spectacularly wealthy and he is. the apparent bag man who ran that operation was allowed himself to skim off $150 million in cash over just two years. he is now sitting in a jail cell in north carolina where prosecutors are pursuing him not only for the lurid double-murder for hire plot he apparently carried out against the guy he thought was with his wife but the massive theft from the russian people and the money laundering operation that followed that allowed him to accumulate such wealth and then try to stash and spend it in the united states. the russian government appears to be fine with that but u.s. federal prosecutors are not. now that they've got him, what threads does that guy's case pull? right? for his part in terms of his service to vladimir putin and the russian government, he ran part of the russian intelligence operation for 2016 according to mueller's prosecutors, he ran
the social media stuff that targeted our election to try to swing it toward trump. he since tried to turn his own indictment in the case to the advantage of the russian government by using the u.s. court system to try to extract sensitive national security information from the government and from the investigation of the special counsel. this week a trump employee brush that effort back with a public dressing down and a public humiliation of the american lawyer who was trying to carry out that effort and make a public spectacle of it at the same time. depending on what happens next here, it looks l s like that la may be out and that may indicate weirder terms. this is already a weirder story line in the russia scandal and the whole mueller investigation. that said, new weird stuff happens all the time. i'm sure we have not hit the
bottom on weird and for what it's worth, the federal judiciary as a whole is due to run out of money in four days. as of the end of today, the federal government shutdown, we're enduring is the second longest one in u.s. history. if the shutdown persists through the end of this week, the u.s. federal court system announced the u.s. federal judiciary will be out of money and will have to triage operations as of friday this week. if the shutdown persists beyond that, if it goes on through saturday, that will make this the longest u.s. government shutdown in american history. the consequences of the shutdown are becoming increasingly serious and expensive as we head into the third week of this and that's not just for federal workers and families but whole swabs of the u.s. economy that crank down and stop working when the federal government does, too. we had government shutdowns before but again, this is becoming one of the longest ever. one of the things we are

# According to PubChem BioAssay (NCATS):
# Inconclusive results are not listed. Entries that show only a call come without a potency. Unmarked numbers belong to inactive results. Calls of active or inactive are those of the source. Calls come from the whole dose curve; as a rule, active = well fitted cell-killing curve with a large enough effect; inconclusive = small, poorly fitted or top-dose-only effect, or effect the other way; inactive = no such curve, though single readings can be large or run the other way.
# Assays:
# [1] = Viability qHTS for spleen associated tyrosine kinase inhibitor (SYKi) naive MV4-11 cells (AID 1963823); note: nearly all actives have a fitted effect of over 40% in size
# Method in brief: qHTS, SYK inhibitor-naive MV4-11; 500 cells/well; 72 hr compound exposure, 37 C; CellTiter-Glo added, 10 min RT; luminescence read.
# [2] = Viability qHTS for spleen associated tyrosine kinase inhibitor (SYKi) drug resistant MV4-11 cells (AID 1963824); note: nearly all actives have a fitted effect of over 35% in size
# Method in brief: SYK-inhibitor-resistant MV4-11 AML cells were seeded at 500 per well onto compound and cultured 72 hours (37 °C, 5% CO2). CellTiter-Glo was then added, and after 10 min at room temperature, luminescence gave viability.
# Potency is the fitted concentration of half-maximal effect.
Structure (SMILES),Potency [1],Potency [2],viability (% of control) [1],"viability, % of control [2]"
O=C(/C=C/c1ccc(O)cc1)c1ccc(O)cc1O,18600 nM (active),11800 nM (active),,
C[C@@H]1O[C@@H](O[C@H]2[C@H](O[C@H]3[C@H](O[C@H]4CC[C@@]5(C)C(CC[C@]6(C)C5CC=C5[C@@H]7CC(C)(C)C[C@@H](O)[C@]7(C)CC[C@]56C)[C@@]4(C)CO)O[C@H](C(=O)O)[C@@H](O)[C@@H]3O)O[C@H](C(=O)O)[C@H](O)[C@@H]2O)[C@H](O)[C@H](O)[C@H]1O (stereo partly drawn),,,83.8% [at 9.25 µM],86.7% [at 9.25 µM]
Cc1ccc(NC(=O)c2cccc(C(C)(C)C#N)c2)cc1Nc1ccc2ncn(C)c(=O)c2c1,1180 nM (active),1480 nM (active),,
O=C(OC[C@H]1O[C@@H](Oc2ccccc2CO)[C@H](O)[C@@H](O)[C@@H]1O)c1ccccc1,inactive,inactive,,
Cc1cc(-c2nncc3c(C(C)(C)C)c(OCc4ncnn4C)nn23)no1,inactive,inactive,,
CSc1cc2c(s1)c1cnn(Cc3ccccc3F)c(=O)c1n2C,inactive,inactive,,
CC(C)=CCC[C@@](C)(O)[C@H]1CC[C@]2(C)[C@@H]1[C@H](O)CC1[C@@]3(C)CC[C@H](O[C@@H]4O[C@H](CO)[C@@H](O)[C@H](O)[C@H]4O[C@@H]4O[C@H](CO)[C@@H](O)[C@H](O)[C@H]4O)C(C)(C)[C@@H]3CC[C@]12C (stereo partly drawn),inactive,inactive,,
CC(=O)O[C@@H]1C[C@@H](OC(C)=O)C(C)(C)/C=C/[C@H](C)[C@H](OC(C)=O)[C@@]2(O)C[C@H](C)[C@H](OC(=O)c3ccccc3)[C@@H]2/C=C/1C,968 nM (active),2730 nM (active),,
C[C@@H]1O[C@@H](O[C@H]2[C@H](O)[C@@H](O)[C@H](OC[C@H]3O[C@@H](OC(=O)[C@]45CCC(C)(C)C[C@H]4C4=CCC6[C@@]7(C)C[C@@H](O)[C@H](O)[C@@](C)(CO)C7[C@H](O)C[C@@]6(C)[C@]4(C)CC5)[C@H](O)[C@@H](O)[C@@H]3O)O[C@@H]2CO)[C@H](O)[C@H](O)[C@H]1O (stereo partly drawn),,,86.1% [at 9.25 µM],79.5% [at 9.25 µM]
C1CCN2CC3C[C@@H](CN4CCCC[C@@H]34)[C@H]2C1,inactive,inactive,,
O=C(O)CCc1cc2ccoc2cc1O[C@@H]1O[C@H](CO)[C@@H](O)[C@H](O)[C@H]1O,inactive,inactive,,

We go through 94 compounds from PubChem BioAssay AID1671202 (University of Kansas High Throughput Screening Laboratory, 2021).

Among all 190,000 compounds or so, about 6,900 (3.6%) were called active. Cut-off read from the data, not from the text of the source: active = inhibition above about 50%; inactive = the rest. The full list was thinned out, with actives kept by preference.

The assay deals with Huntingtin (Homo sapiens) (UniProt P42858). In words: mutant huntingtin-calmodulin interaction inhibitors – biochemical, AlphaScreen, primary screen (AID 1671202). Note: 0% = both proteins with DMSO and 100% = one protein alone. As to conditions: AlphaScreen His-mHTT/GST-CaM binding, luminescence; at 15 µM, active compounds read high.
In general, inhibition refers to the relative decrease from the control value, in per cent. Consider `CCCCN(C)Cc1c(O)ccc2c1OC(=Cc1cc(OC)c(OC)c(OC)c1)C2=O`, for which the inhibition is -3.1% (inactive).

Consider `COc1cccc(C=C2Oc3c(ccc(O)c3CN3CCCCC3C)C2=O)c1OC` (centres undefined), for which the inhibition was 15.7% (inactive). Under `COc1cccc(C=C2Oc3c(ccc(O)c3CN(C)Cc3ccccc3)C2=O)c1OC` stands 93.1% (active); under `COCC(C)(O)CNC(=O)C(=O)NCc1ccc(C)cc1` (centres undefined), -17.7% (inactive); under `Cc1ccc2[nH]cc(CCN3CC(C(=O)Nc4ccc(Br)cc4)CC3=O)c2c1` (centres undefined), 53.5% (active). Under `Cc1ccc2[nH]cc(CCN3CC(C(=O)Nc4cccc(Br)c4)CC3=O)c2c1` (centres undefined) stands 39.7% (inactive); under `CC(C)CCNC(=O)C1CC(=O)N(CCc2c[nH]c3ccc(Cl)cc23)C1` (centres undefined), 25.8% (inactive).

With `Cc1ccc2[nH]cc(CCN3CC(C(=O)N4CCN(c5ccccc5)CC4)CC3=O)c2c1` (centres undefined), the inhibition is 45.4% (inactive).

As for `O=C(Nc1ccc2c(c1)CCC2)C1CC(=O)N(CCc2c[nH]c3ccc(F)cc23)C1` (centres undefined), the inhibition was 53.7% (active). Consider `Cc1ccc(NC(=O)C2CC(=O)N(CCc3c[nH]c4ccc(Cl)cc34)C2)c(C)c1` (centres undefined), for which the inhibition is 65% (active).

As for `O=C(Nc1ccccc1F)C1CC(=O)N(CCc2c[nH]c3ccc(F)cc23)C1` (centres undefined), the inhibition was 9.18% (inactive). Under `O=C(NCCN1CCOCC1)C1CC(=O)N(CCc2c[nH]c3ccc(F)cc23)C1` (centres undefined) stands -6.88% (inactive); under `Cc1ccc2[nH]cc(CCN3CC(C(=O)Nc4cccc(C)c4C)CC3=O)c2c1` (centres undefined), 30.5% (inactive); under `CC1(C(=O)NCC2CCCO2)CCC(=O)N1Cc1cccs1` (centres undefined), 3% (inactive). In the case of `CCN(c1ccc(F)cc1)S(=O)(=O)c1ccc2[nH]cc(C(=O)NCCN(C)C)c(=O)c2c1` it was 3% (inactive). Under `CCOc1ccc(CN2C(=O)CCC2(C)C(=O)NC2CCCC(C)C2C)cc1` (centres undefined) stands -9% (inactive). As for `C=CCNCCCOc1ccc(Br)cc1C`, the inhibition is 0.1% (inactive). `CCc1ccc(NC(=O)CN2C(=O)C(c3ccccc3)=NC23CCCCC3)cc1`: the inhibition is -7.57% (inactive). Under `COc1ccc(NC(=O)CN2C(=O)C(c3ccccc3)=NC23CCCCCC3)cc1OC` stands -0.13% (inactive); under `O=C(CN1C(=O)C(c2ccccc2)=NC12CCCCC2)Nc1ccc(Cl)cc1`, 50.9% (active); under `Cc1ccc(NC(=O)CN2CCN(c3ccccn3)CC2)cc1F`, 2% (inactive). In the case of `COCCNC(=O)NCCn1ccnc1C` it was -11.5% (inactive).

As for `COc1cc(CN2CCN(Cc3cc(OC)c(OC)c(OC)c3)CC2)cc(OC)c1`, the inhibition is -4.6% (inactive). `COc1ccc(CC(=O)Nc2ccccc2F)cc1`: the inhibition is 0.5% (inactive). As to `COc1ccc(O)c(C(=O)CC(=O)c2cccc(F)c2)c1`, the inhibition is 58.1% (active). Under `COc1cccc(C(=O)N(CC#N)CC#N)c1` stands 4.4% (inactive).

learning in this one, is that it matters when there is a shutdown whether or not the government is generally being well run or poorly run. that can make a difference as to how well the shutdown goes, too. and that is why one particular white house proposal about this shutdown is putting a real sliv shiver down people's spines. that story is next. n people's s. that story is next y minute coun. and you don't have time for a cracked windshield. that's why at safelite, we'll show you exactly when we'll be there. with a replacement you can trust. all done sir. >> grandpa: looks great! >> tech: thanks for choosing safelite. >> grandpa: thank you! >> child: bye! >> tech: bye! saving you time... so you can keep saving the world. >> kids: ♪ safelite repair, safelite replace ♪ stimulant laxatives forcefully stimulate i switched to stimulant-free miralax for my constipation.